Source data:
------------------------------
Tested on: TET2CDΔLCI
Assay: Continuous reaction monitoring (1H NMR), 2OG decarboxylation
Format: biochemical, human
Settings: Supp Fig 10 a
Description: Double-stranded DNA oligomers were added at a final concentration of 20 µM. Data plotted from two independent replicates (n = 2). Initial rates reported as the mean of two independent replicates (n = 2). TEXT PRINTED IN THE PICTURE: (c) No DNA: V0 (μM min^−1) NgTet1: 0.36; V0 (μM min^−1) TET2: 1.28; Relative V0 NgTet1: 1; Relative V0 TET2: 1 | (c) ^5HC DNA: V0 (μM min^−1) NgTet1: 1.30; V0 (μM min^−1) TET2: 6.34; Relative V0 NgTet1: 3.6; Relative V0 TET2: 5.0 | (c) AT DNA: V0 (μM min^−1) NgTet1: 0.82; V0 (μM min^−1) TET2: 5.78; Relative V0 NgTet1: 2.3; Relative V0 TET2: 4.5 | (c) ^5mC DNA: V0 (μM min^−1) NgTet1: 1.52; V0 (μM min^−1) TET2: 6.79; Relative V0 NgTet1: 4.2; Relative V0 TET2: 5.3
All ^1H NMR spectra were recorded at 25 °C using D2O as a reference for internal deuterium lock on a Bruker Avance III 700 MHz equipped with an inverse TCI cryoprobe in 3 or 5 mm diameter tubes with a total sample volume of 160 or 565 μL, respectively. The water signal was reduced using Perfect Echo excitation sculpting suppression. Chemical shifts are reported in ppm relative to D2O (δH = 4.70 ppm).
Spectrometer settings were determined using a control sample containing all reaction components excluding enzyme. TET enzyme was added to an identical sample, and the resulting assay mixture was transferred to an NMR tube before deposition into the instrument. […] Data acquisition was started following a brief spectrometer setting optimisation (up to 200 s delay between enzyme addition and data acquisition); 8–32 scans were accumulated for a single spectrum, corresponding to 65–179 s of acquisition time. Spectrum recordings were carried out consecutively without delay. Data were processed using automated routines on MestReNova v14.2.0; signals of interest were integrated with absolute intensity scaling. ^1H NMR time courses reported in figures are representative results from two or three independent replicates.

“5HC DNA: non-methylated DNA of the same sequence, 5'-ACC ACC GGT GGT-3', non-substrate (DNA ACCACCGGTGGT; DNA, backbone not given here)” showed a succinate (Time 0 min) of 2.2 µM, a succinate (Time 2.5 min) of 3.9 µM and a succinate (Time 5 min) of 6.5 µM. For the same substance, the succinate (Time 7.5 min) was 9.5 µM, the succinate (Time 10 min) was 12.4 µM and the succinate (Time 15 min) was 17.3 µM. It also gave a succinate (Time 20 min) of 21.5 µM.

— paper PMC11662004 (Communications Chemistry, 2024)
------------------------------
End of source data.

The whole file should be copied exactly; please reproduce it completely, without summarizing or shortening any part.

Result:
Tested on: TET2CDΔLCI
Assay: Continuous reaction monitoring (1H NMR), 2OG decarboxylation
Format: biochemical, human
Settings: Supp Fig 10 a
Description: Double-stranded DNA oligomers were added at a final concentration of 20 µM. Data plotted from two independent replicates (n = 2). Initial rates reported as the mean of two independent replicates (n = 2). TEXT PRINTED IN THE PICTURE: (c) No DNA: V0 (μM min^−1) NgTet1: 0.36; V0 (μM min^−1) TET2: 1.28; Relative V0 NgTet1: 1; Relative V0 TET2: 1 | (c) ^5HC DNA: V0 (μM min^−1) NgTet1: 1.30; V0 (μM min^−1) TET2: 6.34; Relative V0 NgTet1: 3.6; Relative V0 TET2: 5.0 | (c) AT DNA: V0 (μM min^−1) NgTet1: 0.82; V0 (μM min^−1) TET2: 5.78; Relative V0 NgTet1: 2.3; Relative V0 TET2: 4.5 | (c) ^5mC DNA: V0 (μM min^−1) NgTet1: 1.52; V0 (μM min^−1) TET2: 6.79; Relative V0 NgTet1: 4.2; Relative V0 TET2: 5.3
All ^1H NMR spectra were recorded at 25 °C using D2O as a reference for internal deuterium lock on a Bruker Avance III 700 MHz equipped with an inverse TCI cryoprobe in 3 or 5 mm diameter tubes with a total sample volume of 160 or 565 μL, respectively. The water signal was reduced using Perfect Echo excitation sculpting suppression. Chemical shifts are reported in ppm relative to D2O (δH = 4.70 ppm).
Spectrometer settings were determined using a control sample containing all reaction components excluding enzyme. TET enzyme was added to an identical sample, and the resulting assay mixture was transferred to an NMR tube before deposition into the instrument. […] Data acquisition was started following a brief spectrometer setting optimisation (up to 200 s delay between enzyme addition and data acquisition); 8–32 scans were accumulated for a single spectrum, corresponding to 65–179 s of acquisition time. Spectrum recordings were carried out consecutively without delay. Data were processed using automated routines on MestReNova v14.2.0; signals of interest were integrated with absolute intensity scaling. ^1H NMR time courses reported in figures are representative results from two or three independent replicates.

“5HC DNA: non-methylated DNA of the same sequence, 5'-ACC ACC GGT GGT-3', non-substrate (DNA ACCACCGGTGGT; DNA, backbone not given here)” showed a succinate (Time 0 min) of 2.2 µM, a succinate (Time 2.5 min) of 3.9 µM and a succinate (Time 5 min) of 6.5 µM. For the same substance, the succinate (Time 7.5 min) was 9.5 µM, the succinate (Time 10 min) was 12.4 µM and the succinate (Time 15 min) was 17.3 µM. It also gave a succinate (Time 20 min) of 21.5 µM.

— paper PMC11662004 (Communications Chemistry, 2024)